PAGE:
Microsoft has until the end of May to come to terms with EU authorities over a long-running antitrust dispute, the European Commission has said.
Microsoft is dragging its feet, the European Commission insists
The deadline refers to a 2004 judgement, where the Commission found the software firm guilty of abusing its market dominance.
Microsoft is supposed to provide details of how it could bring its practices back in line with EU rules.
But Brussels has repeatedly expressed dissatisfaction at the slow pace.
"We are waiting for the Microsoft people to do their homework," said European Competition Commissioner Neelie Kroes
A Microsoft spokesman in Brussels said the software giant would "continue to work out with the commission towards an agreement on full compliance with the decision".
In addition to a 497m-euro ($640m; £343m) fine in March 2004, Brussels ordered Microsoft to open up its core software systems to rivals.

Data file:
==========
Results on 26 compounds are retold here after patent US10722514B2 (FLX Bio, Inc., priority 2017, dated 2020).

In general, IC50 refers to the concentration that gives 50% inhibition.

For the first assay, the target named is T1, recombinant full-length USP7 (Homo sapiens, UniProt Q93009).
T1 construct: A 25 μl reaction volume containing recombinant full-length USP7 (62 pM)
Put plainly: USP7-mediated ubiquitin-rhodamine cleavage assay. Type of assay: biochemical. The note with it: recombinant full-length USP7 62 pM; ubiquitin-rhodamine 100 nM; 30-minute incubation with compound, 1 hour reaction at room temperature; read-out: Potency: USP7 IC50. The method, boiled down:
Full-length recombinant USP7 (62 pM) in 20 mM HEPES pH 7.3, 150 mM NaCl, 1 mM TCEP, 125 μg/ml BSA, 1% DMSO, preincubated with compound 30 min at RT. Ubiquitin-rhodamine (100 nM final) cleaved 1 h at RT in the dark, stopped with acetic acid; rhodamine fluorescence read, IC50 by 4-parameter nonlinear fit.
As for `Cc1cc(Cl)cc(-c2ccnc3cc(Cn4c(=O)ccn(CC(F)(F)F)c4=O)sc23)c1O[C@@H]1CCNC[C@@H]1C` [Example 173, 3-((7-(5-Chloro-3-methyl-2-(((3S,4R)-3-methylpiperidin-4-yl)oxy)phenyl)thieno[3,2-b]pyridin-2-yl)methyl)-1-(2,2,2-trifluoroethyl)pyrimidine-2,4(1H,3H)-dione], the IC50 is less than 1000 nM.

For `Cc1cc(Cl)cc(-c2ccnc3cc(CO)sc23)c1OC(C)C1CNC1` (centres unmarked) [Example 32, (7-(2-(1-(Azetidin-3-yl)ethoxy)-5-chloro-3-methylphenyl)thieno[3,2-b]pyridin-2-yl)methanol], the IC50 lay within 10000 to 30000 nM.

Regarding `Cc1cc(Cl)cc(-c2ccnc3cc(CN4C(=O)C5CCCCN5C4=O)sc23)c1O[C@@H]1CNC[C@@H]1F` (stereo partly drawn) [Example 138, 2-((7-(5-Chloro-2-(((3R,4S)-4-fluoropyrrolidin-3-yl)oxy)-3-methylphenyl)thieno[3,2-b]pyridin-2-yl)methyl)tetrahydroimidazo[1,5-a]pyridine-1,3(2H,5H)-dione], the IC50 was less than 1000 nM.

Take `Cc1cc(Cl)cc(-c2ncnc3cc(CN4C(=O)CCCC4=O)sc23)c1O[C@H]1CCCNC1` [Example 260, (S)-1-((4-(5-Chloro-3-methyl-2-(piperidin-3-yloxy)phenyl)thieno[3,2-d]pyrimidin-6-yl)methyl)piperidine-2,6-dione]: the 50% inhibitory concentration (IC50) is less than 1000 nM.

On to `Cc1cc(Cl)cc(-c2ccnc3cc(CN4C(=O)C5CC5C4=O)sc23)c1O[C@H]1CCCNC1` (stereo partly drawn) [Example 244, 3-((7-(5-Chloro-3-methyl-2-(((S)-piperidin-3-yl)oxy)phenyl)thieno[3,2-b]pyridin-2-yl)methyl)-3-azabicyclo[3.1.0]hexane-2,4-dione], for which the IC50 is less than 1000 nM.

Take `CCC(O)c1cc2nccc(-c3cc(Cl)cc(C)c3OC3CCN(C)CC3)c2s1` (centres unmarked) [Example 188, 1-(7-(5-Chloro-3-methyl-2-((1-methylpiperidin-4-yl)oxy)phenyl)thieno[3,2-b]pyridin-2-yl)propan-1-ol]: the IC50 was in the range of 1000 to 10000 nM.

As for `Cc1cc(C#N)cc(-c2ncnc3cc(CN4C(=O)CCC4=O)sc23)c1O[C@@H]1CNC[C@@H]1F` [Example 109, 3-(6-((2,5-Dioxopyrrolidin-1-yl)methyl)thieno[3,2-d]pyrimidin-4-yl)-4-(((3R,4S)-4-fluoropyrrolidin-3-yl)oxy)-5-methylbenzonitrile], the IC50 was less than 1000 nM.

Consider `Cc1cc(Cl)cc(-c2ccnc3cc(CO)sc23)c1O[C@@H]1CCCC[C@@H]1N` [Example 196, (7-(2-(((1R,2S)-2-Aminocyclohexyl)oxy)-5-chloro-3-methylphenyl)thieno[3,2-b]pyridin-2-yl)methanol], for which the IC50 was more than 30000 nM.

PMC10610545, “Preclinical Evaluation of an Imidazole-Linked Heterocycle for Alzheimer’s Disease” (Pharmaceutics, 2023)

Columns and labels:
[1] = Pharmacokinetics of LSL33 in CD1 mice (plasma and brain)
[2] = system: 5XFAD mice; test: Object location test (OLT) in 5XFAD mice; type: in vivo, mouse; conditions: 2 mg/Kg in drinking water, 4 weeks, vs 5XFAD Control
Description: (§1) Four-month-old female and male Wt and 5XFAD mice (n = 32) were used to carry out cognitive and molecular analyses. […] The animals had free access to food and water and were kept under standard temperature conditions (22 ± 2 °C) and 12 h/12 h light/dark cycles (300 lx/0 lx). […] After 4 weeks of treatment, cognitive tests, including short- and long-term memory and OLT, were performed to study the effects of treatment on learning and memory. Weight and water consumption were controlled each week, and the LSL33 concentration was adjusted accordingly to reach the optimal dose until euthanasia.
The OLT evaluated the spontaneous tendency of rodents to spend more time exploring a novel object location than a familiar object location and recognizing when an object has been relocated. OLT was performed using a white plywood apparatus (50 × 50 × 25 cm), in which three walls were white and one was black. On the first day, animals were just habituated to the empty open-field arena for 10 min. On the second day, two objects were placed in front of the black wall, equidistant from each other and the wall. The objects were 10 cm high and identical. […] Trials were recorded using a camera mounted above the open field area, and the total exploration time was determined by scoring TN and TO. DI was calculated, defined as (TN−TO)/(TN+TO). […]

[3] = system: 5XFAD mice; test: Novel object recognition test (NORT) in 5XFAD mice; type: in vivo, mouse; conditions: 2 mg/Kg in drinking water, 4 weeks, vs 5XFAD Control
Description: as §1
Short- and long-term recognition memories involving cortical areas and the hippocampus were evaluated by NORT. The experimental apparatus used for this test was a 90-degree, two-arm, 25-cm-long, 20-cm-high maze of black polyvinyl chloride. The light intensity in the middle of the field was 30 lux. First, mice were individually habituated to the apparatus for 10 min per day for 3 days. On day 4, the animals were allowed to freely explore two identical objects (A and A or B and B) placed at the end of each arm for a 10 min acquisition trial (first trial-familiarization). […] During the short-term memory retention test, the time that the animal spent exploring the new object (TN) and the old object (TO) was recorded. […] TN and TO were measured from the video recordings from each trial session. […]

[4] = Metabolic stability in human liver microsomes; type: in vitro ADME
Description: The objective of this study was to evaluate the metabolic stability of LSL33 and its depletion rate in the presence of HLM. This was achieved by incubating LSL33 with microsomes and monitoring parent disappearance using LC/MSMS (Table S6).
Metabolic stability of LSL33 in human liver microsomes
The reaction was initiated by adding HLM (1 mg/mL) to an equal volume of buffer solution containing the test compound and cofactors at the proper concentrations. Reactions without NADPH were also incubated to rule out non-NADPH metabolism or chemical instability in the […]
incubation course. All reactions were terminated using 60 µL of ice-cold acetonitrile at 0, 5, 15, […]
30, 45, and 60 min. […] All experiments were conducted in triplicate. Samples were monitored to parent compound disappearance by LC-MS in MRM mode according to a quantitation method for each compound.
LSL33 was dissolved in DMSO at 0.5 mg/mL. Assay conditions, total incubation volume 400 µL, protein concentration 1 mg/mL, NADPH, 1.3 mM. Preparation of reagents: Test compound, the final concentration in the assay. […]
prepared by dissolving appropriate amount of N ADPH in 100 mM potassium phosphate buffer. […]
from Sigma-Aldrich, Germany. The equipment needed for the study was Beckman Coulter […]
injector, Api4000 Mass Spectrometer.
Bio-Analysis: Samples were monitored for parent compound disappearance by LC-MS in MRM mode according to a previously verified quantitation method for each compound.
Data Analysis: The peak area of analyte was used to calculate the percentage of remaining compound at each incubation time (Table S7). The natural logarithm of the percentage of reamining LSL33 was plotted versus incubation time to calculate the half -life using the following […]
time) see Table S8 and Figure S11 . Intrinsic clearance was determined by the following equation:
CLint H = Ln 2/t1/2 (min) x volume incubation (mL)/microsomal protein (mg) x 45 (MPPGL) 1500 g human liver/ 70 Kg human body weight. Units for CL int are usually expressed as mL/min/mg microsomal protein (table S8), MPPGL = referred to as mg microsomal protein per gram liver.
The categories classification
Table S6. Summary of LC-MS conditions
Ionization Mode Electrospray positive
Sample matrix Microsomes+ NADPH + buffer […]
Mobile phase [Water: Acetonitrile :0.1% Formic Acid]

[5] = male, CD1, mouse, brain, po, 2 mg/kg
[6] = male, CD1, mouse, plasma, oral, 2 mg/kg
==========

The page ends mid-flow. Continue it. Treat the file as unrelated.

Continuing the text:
This was to enable other software manufacturers to make programs that worked more seamlessly with Microsoft's Windows operating system.
Microsoft was also ordered to provide a version of Windows without its own Windows Media Player, to give rival software makers a chance to compete, and computer makers the option to supply PCs with the media software of their own chosing.
Under EU rules Europe could fine Microsoft up to 5% of its daily global turnover for each day that a decision is not applied to its liking.
Ms Kroes said it was "too early" to say whether the case against Microsoft could be reopened.